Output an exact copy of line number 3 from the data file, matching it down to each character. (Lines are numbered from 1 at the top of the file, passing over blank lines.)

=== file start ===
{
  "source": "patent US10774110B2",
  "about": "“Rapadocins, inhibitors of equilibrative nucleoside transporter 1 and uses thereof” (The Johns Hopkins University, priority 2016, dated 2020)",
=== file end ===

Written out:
  "about": "“Rapadocins, inhibitors of equilibrative nucleoside transporter 1 and uses thereof” (The Johns Hopkins University, priority 2016, dated 2020)",